A key aspect of the Idaho Department of Labor’s administration of the state’s unemployment insurance program is safeguarding it against fraud, misuse and malfeasance on the part of employers or individuals. The vast majority of fraud cases are individual claimants who submit ineligible claims for benefits, or those accepting unemployment insurance payments that were paid to them in error, knowingly or not.
The Idaho Department of Labor takes the issues of fraud and overpayment very seriously and actively works to recover money paid out inappropriately.
While average wage gains seem to fit in an orderly pattern over the past 10 years, large differences exist in how these gains have been distributed among lower and higher wage earners.
Average wage increases provide one view of an economy’s current situation but looking at wages by percentiles shows where hourly income growth and declines are occurring.
Each percentile represents 1% of the labor force with hourly wages arranged in order from least to greatest. For example, the 10th percentile represents wages paid to the lowest 10% of the labor population. Wages in the 90th percentile are those paid to 90% of the working population. Any wages above the 90th percentile represent the top 10% of total wage earners.
The 50th percentile, also called the median, represents the midpoint value in a data series where half of the values (wages in this case) are below and half are above. The median differs from the average, which is calculated by adding up all the individual values and dividing the total by the number of values. The average wage may be a great tool for gauging overall change trends, but this figure can also be skewed by significant outliers on either extreme of wage distribution.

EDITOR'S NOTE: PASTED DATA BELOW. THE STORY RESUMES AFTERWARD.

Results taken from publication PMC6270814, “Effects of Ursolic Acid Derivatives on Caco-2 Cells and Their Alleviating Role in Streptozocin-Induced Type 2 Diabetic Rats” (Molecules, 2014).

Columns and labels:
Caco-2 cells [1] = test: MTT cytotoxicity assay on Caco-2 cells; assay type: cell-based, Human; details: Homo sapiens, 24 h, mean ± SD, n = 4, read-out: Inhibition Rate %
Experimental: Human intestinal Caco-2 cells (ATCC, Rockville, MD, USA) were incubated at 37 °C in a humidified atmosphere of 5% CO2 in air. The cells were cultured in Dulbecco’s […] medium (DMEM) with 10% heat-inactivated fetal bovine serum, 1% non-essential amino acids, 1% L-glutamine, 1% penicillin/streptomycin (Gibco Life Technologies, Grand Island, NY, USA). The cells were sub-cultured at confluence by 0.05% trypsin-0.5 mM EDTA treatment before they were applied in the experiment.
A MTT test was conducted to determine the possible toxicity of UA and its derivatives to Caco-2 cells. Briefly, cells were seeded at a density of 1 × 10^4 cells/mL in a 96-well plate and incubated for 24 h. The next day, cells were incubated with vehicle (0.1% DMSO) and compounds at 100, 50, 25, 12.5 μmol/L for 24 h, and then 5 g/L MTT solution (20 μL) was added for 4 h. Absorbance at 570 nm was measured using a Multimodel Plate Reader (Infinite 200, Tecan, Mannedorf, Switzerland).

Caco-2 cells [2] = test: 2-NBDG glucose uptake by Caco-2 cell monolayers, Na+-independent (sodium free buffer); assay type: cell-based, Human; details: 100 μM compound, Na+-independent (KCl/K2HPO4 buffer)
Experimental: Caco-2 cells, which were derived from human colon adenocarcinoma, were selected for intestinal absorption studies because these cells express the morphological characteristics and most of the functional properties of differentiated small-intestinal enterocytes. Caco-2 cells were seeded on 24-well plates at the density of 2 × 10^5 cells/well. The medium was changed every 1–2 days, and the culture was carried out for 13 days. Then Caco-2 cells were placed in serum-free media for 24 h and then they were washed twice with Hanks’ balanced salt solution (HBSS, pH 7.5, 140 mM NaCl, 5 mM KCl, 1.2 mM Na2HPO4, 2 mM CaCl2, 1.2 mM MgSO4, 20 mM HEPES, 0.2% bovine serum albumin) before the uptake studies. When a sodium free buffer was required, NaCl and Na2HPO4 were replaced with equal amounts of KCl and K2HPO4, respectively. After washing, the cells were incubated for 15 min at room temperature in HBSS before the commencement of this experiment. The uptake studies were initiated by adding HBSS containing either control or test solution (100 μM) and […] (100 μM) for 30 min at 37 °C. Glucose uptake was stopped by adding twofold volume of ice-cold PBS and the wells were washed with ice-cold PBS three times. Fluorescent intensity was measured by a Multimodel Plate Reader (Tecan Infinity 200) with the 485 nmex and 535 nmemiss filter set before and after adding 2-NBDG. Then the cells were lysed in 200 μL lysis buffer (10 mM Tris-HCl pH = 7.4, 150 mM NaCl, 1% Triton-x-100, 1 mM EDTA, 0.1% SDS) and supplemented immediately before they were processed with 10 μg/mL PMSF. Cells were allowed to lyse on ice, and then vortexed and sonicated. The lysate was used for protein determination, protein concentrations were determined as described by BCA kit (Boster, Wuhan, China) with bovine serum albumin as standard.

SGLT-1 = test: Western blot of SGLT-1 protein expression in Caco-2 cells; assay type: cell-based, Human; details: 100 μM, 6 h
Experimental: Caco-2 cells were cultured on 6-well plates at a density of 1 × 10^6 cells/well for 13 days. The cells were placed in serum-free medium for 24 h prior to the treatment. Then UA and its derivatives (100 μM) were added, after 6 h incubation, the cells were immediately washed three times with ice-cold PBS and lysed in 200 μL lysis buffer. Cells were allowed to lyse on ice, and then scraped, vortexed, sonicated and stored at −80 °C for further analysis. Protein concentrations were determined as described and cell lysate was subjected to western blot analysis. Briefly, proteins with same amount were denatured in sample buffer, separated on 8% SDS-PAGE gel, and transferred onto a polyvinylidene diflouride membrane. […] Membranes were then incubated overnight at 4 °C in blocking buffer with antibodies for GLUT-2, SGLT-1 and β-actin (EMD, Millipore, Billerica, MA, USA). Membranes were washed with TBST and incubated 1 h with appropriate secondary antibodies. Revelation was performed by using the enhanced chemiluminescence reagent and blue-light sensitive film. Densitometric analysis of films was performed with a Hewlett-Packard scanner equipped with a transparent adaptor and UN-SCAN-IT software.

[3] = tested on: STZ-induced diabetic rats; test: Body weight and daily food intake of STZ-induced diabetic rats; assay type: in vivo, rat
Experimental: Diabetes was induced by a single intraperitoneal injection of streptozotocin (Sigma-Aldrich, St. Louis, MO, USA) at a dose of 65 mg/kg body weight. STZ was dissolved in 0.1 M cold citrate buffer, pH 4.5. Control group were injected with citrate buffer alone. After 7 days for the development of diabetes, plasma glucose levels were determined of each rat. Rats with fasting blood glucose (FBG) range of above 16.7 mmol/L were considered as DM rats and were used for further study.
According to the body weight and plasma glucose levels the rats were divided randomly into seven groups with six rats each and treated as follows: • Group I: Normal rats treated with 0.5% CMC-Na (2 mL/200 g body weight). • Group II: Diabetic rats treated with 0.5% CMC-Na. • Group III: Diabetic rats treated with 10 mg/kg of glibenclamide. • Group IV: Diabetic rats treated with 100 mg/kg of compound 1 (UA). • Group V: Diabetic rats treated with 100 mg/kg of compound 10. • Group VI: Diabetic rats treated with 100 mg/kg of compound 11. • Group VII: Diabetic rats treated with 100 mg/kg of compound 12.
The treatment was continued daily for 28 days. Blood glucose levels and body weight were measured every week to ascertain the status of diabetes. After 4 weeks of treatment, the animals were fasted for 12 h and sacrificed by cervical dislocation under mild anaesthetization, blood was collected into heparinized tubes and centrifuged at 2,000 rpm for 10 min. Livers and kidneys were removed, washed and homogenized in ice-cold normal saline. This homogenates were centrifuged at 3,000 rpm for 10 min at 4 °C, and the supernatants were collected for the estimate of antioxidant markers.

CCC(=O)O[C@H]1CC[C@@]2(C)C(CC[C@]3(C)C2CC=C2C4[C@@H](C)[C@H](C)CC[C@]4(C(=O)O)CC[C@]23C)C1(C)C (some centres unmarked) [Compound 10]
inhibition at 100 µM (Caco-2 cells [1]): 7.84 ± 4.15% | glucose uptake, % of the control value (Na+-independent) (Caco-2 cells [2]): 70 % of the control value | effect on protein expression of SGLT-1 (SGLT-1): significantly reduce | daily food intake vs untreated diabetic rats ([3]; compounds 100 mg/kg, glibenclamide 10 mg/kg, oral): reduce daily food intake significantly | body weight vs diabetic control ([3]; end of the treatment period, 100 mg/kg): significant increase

This analysis focuses on Idaho’s median wages for each of the percentiles reported by the U.S. Bureau of Labor Statistics: 10%, 25%, 50%, 75% and 90%.
For Immediate Release: June 1, 2022
Media Contact: Jan.Roeser@labor.idaho.gov or Sam.Wolkenhauer@labor.idaho.gov
Four southwestern Idaho cities ranked in the top five slots for population growth in the state from 2020 to 2021 according to the U.S. Census Bureau’s 2021 Vintage Population Estimates.* Idaho Falls, ranked fourth and was the lone city outside of southwestern Idaho to rank in the top five.
Boise remained Idaho’s largest city, followed by Meridian, Nampa, Idaho Falls and Caldwell. Meridian edged out Nampa as Idaho’s second largest city in 2014 with the population difference increasing each year. Rankings for the top 15 Idaho cities by population size are shown in Table 1, with one change from 2020 — Kuna displaced Moscow for the No.13 spot.
Nationally, Meridian, Caldwell and Nampa ranked 13, 14 and 15 of the fastest-growing cities of 50,000 residents or more across the U.S., each at or above 5% growth rate.